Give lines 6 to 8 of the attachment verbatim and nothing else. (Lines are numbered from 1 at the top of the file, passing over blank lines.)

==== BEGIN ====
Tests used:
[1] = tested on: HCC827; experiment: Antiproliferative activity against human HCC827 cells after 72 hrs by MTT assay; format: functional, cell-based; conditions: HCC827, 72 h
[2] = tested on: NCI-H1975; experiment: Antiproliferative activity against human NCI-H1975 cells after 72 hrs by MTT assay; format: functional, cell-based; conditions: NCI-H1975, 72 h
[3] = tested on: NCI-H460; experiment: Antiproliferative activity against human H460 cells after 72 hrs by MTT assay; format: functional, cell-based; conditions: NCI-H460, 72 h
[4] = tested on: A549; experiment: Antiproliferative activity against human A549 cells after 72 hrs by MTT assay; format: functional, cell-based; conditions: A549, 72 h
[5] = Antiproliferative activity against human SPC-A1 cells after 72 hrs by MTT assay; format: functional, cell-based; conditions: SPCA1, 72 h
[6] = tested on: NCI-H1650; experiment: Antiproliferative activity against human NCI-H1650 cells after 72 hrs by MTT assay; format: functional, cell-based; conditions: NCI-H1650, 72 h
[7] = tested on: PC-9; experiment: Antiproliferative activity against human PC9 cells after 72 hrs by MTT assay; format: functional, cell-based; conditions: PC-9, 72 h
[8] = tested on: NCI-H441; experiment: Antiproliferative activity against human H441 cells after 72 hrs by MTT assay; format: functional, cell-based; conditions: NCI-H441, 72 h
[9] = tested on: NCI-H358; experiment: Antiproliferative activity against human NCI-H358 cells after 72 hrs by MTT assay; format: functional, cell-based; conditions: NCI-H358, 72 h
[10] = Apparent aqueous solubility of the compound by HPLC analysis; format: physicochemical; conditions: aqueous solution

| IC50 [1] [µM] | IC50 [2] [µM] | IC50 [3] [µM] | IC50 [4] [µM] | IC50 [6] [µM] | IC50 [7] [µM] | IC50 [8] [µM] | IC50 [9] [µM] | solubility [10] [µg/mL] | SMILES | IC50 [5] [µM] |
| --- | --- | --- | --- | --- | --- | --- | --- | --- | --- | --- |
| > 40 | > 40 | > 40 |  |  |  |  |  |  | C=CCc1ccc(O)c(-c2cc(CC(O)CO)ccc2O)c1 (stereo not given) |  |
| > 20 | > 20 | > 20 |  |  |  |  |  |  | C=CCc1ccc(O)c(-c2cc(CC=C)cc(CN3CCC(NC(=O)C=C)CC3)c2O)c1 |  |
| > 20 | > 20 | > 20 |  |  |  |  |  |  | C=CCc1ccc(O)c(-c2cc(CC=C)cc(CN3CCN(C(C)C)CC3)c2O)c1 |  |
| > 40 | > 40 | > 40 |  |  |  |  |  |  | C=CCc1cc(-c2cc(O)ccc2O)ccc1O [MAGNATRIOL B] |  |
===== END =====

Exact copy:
[5] = Antiproliferative activity against human SPC-A1 cells after 72 hrs by MTT assay; format: functional, cell-based; conditions: SPCA1, 72 h
[6] = tested on: NCI-H1650; experiment: Antiproliferative activity against human NCI-H1650 cells after 72 hrs by MTT assay; format: functional, cell-based; conditions: NCI-H1650, 72 h
[7] = tested on: PC-9; experiment: Antiproliferative activity against human PC9 cells after 72 hrs by MTT assay; format: functional, cell-based; conditions: PC-9, 72 h